Over the past few years, there have been unfounded studies that link autism to vaccinations, prenatal vitamins, and other factors. If nothing else, these studies serve to show how little we really know about autism and related disorders. A growing community geared towards autism awareness is helping to shed light and form support groups for those with special needs; this is the first step towards eliminating ignorance and creating a kinder, more understanding world for those with special needs.
Autism is a mental disorder that resulted in impaired cognitive development and difficulty with social interactions — autism comes in many different forms with every case as unique as the individuals themselves. Autism actually belongs to a family of related disorders referred to as autism spectrum disorders (ASDs). In addition to autism there is Asperger syndrome which lacks the distinctive delays in cognitive development and language that traditionally characterizes autism. The third disorder is pervasive developmental disorder, which is diagnosed when the full set of criteria for Asperger’s and autism are not met. Although autism does have a strong genetic basis, the genetics themselves are extremely complex; it is still unclear whether ASDs are explained principally by rare genetic mutations or instead by rare combinations of more common genes.
What Public School Systems Lack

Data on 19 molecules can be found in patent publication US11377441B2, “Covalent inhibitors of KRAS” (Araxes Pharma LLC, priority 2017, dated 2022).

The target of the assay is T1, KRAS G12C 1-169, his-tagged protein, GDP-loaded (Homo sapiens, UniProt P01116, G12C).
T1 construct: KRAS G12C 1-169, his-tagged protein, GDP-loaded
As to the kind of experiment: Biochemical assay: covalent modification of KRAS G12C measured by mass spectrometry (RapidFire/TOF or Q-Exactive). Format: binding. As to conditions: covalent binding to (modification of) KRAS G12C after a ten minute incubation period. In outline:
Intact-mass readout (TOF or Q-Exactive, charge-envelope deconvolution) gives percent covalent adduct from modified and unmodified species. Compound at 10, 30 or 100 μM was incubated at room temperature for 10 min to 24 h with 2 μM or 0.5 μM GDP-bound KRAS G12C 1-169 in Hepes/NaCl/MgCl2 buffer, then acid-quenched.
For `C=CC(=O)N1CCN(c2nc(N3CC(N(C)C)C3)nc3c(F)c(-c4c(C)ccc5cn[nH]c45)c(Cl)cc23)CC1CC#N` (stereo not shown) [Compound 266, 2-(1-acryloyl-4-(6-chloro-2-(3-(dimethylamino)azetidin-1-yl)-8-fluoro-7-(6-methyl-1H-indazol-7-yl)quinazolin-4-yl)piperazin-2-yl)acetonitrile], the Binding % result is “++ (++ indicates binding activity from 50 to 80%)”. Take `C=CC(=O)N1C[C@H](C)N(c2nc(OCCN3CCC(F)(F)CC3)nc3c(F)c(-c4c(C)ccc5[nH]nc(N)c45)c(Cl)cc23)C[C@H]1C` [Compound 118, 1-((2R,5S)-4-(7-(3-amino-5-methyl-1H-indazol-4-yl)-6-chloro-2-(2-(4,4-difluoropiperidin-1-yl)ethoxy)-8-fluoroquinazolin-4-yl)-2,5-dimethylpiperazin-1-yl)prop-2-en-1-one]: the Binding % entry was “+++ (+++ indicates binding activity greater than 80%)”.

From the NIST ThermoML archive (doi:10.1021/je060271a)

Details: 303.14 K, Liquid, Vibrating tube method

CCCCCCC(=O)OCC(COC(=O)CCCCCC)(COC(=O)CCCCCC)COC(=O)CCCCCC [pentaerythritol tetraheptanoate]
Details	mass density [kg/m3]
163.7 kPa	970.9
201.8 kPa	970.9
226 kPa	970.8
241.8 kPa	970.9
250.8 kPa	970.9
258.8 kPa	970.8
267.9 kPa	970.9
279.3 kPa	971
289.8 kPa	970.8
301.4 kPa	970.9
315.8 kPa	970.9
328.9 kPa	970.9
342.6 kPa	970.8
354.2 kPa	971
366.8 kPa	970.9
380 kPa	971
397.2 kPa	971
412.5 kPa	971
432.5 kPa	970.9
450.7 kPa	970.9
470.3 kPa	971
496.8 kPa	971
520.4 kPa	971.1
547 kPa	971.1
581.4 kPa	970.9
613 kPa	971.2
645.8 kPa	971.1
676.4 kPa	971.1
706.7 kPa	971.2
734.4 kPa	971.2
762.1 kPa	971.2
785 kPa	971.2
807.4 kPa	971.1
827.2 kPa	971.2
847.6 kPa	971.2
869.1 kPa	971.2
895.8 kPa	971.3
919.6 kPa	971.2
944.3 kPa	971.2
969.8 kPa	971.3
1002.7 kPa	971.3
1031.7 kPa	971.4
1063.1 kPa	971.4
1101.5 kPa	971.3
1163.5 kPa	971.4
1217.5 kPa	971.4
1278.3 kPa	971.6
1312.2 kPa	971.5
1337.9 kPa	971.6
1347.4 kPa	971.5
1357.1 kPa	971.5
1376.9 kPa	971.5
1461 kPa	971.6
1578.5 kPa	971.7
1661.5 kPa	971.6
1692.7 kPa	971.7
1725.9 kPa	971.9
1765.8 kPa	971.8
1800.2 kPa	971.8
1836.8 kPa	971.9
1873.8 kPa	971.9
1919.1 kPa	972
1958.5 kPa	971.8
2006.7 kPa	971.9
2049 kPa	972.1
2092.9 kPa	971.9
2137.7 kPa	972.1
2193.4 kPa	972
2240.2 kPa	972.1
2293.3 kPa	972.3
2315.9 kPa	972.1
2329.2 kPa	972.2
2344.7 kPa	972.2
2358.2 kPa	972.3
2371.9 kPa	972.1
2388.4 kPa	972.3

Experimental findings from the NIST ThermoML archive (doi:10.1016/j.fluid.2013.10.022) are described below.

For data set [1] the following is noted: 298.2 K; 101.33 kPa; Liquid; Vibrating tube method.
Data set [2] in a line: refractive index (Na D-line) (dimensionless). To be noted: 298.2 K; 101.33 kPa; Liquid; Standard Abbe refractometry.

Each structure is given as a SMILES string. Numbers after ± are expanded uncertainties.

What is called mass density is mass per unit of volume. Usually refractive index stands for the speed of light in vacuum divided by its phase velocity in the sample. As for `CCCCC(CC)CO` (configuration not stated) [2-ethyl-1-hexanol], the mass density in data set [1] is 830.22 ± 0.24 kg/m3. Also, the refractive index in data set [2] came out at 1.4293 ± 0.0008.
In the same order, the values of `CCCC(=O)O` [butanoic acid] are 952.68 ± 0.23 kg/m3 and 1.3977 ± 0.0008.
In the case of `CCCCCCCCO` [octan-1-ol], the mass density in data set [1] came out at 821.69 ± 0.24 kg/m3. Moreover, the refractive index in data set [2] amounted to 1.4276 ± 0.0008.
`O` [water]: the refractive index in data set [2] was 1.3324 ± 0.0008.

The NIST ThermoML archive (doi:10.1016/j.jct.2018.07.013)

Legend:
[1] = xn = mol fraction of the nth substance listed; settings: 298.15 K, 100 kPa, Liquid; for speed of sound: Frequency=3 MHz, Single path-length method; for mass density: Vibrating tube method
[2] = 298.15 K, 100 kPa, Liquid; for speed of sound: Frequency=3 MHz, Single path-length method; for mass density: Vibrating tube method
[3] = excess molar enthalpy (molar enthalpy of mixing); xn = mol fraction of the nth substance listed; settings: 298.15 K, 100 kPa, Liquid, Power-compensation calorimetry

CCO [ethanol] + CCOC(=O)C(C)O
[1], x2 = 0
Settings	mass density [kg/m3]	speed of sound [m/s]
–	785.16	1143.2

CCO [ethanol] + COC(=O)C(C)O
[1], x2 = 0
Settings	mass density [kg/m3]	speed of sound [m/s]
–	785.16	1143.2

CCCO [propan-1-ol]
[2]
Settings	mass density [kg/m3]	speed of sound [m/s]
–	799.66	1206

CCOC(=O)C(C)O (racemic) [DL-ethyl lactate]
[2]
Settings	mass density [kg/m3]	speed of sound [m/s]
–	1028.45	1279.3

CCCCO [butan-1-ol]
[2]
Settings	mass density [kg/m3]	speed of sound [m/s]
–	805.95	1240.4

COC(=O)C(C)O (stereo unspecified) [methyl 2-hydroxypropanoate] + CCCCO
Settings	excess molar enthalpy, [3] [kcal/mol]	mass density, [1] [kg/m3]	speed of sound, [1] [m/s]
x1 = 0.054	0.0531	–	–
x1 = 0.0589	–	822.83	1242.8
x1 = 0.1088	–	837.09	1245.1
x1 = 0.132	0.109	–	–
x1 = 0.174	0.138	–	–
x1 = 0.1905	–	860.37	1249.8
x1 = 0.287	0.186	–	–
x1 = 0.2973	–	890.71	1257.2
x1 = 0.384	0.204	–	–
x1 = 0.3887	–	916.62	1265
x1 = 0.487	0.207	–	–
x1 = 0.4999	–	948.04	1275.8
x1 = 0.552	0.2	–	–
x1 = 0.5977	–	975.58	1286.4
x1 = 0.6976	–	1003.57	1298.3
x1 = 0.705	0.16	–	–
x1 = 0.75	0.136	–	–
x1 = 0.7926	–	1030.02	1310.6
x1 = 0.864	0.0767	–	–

Many public schools have special education programs for those with learning disabilities. In many cases, these programs are lead by a certified instructor that has experience working with ASDs. Unfortunately, not every school system approaches special education in the same way; this can result in a lack of funding that forces special educators to use whatever resources are available to supplement the special education program. Studies found that within two years of high school, less than half of those with ASDs have paying jobs — this is the lowest rate of any disabled group. Thanks to the growing social awareness of ASDs, a growing number of special needs schools are spreading throughout the country to give these children the advantage they need to truly shine.
Special Education Schools
There is no one-way to approach ASD education — as stated before, ASDs are as unique as the children themselves. To this end, special education schools prepare an Individualized Education Program (IEP) with goals and instructions custom-tailored to each student’s unique needs. Faculty and staff work closely with each student to assess their strengths and weaknesses — it is estimated that anywhere between 0.5% to 10% of those with ASD possess unique and otherwise unusual abilities. Some with ASDs are musically inclined and others have the ability to memorize unusual amounts of trivia not unlike the real-life Rain Man, Kim Peek (although Peek suffered from FG syndrome rather than an ASD). By focusing on the strengths of students and working though weaknesses, special education schools are able to give students an educational advantage that is rarely met through public special education programs. Autism is complex; it takes a dedicated team of educators to help the world see just how special these children can be.